A Shifting Picture

“The online art market is estimated to be valued at $9.14 billion by 2021. If traditional sellers embrace technology faster than at present, this could grow further.”
Hiscox Online Art Trade Report 2017

Yet, regardless of how people buy, a crucial element is missing: certainty.

Without confermation of authenticity, history and potential returns, an artwork can represent a risk fewer buyers will take. Fewer investments translate into fewer movements, decreasing the market’s opportunities and fluidity. It is a vicious circle.

The implications of this are far-reaching for everyone. While art should be for everyone, only the financially stable and those willing to accept risk have genuine access.

As the internet plays a more important role in people’s buying habits, it is our goal to ensure the security and certainty provided by blockchain technology are also present in the art world, unleashing further benefits for everyone in the market.

Art is an asset class worth approximately $60bn in revenue each year


Mainly distributed across Europe (53%), North America (37%) and Asia (10%)

Highest transaction volumes found in Europe ($14.6bn) and Asia ($10bn)

Around 38m transactions (average price of approximately $2,000) taking place each year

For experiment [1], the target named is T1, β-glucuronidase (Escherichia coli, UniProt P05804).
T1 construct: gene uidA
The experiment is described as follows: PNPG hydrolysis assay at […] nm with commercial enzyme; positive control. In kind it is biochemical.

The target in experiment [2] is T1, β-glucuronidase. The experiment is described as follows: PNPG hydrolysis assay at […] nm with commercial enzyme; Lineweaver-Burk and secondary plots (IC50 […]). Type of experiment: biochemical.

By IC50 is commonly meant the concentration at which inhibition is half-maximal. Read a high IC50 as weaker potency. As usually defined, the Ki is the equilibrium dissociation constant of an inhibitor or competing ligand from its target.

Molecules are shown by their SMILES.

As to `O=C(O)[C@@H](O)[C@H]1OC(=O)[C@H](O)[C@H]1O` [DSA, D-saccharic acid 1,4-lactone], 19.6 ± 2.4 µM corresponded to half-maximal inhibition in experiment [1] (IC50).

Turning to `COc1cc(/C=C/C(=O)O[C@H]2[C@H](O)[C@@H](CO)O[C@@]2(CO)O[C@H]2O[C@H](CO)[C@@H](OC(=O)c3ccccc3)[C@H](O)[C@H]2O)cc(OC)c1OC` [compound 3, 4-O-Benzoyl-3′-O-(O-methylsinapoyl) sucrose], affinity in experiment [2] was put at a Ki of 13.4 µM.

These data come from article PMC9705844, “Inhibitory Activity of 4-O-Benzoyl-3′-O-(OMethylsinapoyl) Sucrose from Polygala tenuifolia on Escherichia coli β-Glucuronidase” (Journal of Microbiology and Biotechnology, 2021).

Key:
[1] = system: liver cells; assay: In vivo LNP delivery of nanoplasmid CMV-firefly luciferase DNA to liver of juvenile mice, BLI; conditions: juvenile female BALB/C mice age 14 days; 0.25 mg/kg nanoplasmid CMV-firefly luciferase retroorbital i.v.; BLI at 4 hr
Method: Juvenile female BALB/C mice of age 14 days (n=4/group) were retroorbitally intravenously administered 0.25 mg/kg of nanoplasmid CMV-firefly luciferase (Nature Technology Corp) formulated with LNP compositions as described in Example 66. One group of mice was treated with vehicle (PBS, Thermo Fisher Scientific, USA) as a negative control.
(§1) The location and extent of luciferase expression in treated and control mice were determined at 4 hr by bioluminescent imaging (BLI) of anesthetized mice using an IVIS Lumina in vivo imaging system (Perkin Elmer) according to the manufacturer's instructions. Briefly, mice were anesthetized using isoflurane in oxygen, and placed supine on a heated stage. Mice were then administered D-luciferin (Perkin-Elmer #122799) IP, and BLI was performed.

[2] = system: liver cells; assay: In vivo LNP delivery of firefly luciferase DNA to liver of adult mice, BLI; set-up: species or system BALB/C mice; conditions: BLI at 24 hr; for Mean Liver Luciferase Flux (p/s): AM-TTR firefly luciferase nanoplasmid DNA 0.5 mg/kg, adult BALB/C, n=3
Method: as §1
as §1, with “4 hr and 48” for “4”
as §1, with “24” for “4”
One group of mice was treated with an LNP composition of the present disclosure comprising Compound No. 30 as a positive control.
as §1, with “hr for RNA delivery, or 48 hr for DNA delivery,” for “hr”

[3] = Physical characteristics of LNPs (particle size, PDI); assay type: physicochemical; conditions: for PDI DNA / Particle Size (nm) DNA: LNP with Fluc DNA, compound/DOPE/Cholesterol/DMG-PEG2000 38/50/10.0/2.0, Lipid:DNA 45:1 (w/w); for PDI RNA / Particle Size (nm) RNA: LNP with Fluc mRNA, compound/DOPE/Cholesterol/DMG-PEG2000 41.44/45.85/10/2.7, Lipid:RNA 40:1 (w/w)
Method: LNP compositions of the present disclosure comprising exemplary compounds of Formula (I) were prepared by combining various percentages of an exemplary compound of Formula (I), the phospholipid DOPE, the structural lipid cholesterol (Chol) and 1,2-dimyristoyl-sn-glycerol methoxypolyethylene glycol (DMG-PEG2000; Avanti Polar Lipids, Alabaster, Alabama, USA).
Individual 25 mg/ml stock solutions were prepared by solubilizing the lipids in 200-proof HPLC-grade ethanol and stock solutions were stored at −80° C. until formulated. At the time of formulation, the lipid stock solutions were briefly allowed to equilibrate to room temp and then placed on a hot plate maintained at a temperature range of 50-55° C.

Today’s art world is changing. Overall sales decreased by 11% in 2016, with over 40,000 professionals investing less in a supply-driven market for the second consecutive year. Yet, it remains in good health.

This is largely thanks to its participants’ profile evolution. Traditional outlets are increasingly turning to alternative channels like the internet and social media, helping them reach new clients and transact internationally. Indeed, of Sotheby’s, Christie’s and Heritage’s combined $720m sales in 2016, 19% took place online.

Factor in the increase of gallery and private collector volumes by 20% in 2016, and it is clear to see the art landscape is shifting.

We use the latest industry reports to keep up to date with market forecasts and developments. Below are some of the key reference points on which our view of the art world is based.

A barometer for the art and finance industry, this issue examines art’s place in a prosperous wealth management portfolio.

A compilation of the previous four years-worth of findings. It focuses on the shift from art investment to issues surrounding art-related wealth.
Examining the transformation of established names into multimedia brands, and the continued struggle of dealers online. How social media is influencing the art world.

Looking at the global state of the art market in 2016. Contrasting the fortunes of dealers and galleries, as well as a look at the countries accelerating in growth and changing trends.

The evolution of art into a truly global market, with a more diverse ownership base than ever. How the prevalence of art fairs has accelerated this growth and helped boost sales.

Art’s journey to become a genuine investment channel, and how globalisation of the market has driven growth against an uncertain financial backdrop.

How high net worth individuals are seeking ‘treasure assets’, including art. Examining the motivations behind this, and their context individual wealth.